For detection and diagnosis of lung nodules, both traditional feature-based nodule detection methods and data-based deep learning algorithms have achieved good performance. In traditional lung nodule detection algorithms, researchers design different types of features based on the gray value, location, shape and texture of lung nodules in CT images. Carvalho et al. [2] use Gaussian and median filters to process the lung parenchyma region, then use the quality threshold algorithm to segment the lung nodules and extract the shape and texture features (spherical disproportion, spherical density, sphericity, weighted radial distance, elongation and Boyce-Clark radial shape index). Finally, SVM is used to remove false positives. Jacobs et al. [3] design 21 context features based on the grayscale features, shape features and texture features of lung nodules, which can significantly improve the classification performance. However, their algorithm requires reconfiguration for different types of nodules, which is inefficient. Li et al. [4] propose an integrated active contour model to detect ground glass opacity nodules. Their model is built based on wavelet energy-based adaptive local energy and posterior probability-based speed function, which enhance the contrast between ground glass opacity nodules and background. This model is suitable for segmenting ground glass opacity nodules with fuzzy boundaries and uneven grayscale. Mao et al. [5] use the fuzzy c-mean method to segment lung nodules after denoising and enhancing CT images with windowed Fourier filtering and fuzzy set methods. Messay et al. [6] combine intensity thresholding and morphological processing to detect lung nodules and extract 240 types of features. Then the Fisher Linear Discriminant classifier is used to screen candidate nodules, and the overlap rate of the segmented mask and the annotation mask is 63%. Murphy et al. [7] use shape index and curvedness features to detect candidate lung nodules, and then remove the false positive nodules with two consecutive KNN classifiers. Santos et al. [8] use Gaussian model and Hessian matrix to separate tissues such as blood vessels, trachea, and bronchi from the lung parenchyma. The candidate nodules are then detected using SVM, which is suitable for detection of small nodules. Ye et al. [9] use a fuzzy thresholding method to segment the lung parenchyma, then perform candidate nodule detection based on local shape information and local intensity dispersion information. In this method, the Rule-based filter and weighted SVM are used to screen candidate nodules. Zhai et al. [10] use adaptive border marching and region growing algorithm to segment lung parenchyma and candidate nodules, and then classify 11 kinds of gray and geometric features of candidate nodules based on fuzzy min–max neural network. Their diagnostic sensitivity is 84%. The traditional image processing methods based on features have achieved good performance to some extent. However, due to the differences in the shape, size, texture, and location of lung nodules, the generalization performance of artificially designed features is poor. Therefore, it is difficult to accurately detect lung nodules when faced with large amount of data.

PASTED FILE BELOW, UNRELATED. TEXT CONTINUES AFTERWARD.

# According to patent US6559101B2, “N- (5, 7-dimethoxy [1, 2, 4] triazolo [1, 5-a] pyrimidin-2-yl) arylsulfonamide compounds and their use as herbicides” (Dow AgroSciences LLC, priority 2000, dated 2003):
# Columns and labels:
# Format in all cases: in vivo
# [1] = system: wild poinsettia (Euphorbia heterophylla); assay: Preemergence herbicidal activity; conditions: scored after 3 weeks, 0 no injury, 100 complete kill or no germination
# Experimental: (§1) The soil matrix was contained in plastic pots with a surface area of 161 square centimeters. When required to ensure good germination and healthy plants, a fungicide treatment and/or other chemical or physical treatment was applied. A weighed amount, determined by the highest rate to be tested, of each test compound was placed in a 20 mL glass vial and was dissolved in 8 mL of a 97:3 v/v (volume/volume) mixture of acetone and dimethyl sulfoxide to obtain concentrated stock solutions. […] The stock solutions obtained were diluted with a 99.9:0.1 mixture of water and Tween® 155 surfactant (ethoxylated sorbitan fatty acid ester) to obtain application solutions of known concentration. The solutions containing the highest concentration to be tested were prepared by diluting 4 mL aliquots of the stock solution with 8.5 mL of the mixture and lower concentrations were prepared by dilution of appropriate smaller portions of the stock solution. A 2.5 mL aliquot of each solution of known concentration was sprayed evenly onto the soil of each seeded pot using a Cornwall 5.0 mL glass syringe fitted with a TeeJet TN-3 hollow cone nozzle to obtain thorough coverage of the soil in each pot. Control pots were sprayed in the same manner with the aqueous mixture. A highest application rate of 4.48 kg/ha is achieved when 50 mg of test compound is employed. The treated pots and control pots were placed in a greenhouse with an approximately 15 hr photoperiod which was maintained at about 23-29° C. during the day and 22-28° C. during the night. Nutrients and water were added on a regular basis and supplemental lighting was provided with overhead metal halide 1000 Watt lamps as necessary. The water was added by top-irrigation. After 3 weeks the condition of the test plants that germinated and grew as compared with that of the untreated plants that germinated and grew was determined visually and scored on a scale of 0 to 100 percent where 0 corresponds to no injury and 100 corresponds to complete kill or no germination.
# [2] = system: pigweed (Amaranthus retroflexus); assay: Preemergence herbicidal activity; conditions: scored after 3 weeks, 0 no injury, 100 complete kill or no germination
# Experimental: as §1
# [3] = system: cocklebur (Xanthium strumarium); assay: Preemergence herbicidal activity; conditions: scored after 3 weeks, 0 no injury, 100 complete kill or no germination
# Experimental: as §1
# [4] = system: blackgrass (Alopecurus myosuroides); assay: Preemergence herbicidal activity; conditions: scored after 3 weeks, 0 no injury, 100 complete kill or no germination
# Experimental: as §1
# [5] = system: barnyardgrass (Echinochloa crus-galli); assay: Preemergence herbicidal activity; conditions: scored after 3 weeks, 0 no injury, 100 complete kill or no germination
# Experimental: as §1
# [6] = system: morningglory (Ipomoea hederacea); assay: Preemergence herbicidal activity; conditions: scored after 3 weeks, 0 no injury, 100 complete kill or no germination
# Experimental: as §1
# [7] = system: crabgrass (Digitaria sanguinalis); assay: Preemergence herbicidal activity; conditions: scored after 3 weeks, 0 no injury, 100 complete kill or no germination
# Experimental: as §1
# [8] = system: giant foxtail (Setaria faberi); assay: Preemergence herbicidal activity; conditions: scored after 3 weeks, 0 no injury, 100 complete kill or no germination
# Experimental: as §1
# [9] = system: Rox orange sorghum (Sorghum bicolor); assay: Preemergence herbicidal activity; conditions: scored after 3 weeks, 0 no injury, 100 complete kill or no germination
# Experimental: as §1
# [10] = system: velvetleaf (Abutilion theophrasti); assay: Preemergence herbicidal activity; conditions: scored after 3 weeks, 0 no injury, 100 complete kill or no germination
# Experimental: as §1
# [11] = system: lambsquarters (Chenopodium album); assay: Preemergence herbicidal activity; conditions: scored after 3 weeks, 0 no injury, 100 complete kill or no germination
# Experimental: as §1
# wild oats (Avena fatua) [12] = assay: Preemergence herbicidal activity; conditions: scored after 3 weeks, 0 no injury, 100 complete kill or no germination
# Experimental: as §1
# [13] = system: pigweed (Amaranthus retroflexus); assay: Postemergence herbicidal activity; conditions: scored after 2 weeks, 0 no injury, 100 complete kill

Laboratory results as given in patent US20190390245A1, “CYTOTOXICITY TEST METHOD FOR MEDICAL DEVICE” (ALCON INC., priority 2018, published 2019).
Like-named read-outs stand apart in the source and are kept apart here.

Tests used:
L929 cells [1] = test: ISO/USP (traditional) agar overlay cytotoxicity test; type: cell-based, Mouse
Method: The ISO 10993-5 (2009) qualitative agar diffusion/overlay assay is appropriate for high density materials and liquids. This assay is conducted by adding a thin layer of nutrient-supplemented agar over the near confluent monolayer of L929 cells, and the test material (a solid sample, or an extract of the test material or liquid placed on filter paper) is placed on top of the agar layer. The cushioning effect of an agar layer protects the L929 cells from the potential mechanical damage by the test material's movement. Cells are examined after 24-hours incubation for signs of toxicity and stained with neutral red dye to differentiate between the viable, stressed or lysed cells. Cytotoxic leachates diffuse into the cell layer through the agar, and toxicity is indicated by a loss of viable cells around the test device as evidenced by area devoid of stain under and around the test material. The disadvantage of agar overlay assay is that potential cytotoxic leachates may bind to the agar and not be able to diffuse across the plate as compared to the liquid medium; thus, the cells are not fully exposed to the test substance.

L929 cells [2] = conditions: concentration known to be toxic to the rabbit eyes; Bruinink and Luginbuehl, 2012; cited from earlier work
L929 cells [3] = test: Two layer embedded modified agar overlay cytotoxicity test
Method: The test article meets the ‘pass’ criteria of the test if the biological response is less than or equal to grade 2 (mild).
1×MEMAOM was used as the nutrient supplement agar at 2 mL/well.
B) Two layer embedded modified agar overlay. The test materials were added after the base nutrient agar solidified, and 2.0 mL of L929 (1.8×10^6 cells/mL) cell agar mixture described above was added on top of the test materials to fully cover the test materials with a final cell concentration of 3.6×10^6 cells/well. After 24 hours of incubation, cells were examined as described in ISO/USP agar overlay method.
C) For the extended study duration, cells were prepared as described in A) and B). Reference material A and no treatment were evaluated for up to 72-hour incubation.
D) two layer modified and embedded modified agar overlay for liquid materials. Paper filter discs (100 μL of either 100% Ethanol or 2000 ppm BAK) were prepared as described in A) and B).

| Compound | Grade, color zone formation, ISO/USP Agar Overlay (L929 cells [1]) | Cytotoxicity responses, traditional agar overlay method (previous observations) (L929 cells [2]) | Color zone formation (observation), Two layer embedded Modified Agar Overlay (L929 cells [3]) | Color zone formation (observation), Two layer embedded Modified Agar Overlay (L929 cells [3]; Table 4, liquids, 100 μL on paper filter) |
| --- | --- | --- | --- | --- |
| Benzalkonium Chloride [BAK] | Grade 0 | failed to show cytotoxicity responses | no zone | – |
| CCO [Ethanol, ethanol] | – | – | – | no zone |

In recent years, with the improvement of compute capability, deep learning has developed rapidly and is widely used to process medical images. Compared with traditional methods, this data-driven method is more generalized and has better performance in object detection, image segmentation and classification. The segmentation and classification algorithms of lung nodules based on deep learning can be implemented by both 2D CNNs and 3D CNNs. Ding et al. [11] propose a lung nodules detection algorithm using Faster R-CNN and DCNN. This method first use VGG16 to extract features, and then restore the size of feature map based on deconvolution, and finally perform lung nodule detection and false positives removal based on Faster R-CNN and DCNN. Based on this method, they won the first place in the LUNA16 competition. Setio et al. [12] propose a method for lung nodule detection based on multi-view CNN. After the preliminary detection of candidate lung nodules, this method extracts the axial, sagittal and coronal plane images of each candidate nodule, and inputs them into wide residual network. Finally, the outputs of multi-view networks are merged as the prediction result. This method makes use of the 3D information of CT data. Gong et al. [13] improve U-Net for lung nodule segmentation based on squeeze-and-excitation module and residual blocks. They add SE-ResNet modules to encoding and decoding paths in U-Net, which combines high-level and low-level semantic information and enhances the representation ability of network. Studies show that merging multi-dimensional information of lung nodules can effectively improve the detection performance, so researchers have proposed series of 3D lung nodule detection algorithms. Pezeshk et al. [14] propose a 3D FCN for lung nodule detection. The network first use 3D FCN to preliminarily segment lung nodules, then crop the feature map with a size of 36 × 36 × 8 voxels for candidate nodule detection, and finally remove false positives. Wang et al. [15] propose a central focused-CNN to segment lung nodules from heterogeneous CT images, which can simultaneously extract 3D and 2D features of lung nodules. For the classification of CT voxels, they propose a special pooling layer, which preserves more information around the voxel patch center. The segmentation result has a Dice coefficient of 0.81. Zhu et al. [16] propose a fully automatic lung cancer detection system based on CT data, which consists of two subsystems. The first subsystem is a 3D Faster R-CNN network based on 3D dual path blocks and U-Net architecture, which is used to detect lung nodules. The second subsystem is the GBM based on 3D dual path network. The function of this subsystem is to classify the detected lung nodules as benign or malignant. Golan et al. [17] design a multi-parameter lung nodule detection model. The model takes the CT volume with a size of 5 × 20 × 20 voxels, the position information of the volume and the parameters of DICOM file as input. The output is its prediction of whether the volume contains a lung nodule. Then the network processes the output probabilities based on the voting grid to predict the location and boundaries of lung nodules. Petrick et al. [18] treat lung nodule detection as a regression task, and use the DetectNet architecture based on YOLO for lung nodule detection. The detection and classification of lung nodules can be performed simultaneously by one network. Usman et al. [19] propose a semi-automatic 3D lung nodules segmentation method. This method takes a manually labeled 2D ROI of lung nodules as input, and performs mask prediction based on deep residual U-Net, and then uses the adaptive ROI algorithm to detect adjacent slices that contain lung nodules. Then deep residual U-Net is used again to accurately segment the lung nodules on the coronal and sagittal planes of the 3D volume of interest. Finally, the volumetric segmentation result of nodules is given by a consensus module.